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Visiting Acadia

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With its pink-granite mountains and coastline, uniquely varied ecosystems, and historic trails and carriage roads, Acadia is a place where magnificent natural and cultural treasures interweave to create a visitor’s dream destination. Its small size, many recreational opportunities, and easy access from surrounding communities make Acadia ideal for visitors young and old, whether they spend just a few hours, a week, or a lifetime here.

But Acadia’s size and appeal also make it highly vulnerable to the impacts of heavy visitation—whether from thousands of footsteps compacting fragile soils, auto emissions obscuring brilliant starry skies, or overflow roadside parking damaging delicate vegetation (and causing unpleasant, if not dangerous, driving conditions).

91b_VisitingAcadiaPlease consider the park’s long-term well being when making your travel and recreation plans. Browse these pages for a variety of resources to guide you; plus photos, articles, and other information about Acadia’s unique resources to inspire you!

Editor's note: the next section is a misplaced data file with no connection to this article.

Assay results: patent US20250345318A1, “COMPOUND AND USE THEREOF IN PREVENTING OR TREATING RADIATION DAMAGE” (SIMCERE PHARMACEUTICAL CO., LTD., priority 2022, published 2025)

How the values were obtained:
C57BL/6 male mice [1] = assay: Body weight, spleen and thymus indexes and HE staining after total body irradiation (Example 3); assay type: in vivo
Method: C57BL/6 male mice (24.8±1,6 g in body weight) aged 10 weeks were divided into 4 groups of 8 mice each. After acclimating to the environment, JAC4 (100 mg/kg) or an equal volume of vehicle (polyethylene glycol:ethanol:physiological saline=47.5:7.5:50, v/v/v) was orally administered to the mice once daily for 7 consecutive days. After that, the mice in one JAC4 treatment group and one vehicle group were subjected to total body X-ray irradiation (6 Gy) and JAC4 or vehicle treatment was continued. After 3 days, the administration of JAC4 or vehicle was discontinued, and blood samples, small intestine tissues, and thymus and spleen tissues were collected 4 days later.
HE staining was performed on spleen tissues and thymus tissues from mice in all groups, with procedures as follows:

Seasonal Information

Current Weather

Carriage Road Courtesy – Bicycles

Acadia Winter Trails

Getting Around

Island Explorer

Visiting Acadia car free 

Wheelchair and Accessible Access

Local Tour Operators


Acadia Quest

Bark Ranger

Ranger-led Program

Seasonal Opportunities

  • Acadia Youth Conservation Corps
  • Acadia Digital Media Team
  • Summit Stewards
  • Stewarship Crew

Volunteering in the park

FOA staff picks

Taking Care Acadia

Leave No Trace

Do’s and Don’ts (parking, rocks, vegetation, berries, wildlife)

Giving Back


Acadia National Park notices

Climate Change

Invasive Species


Articles and resources

Links to additional local organizations and resources »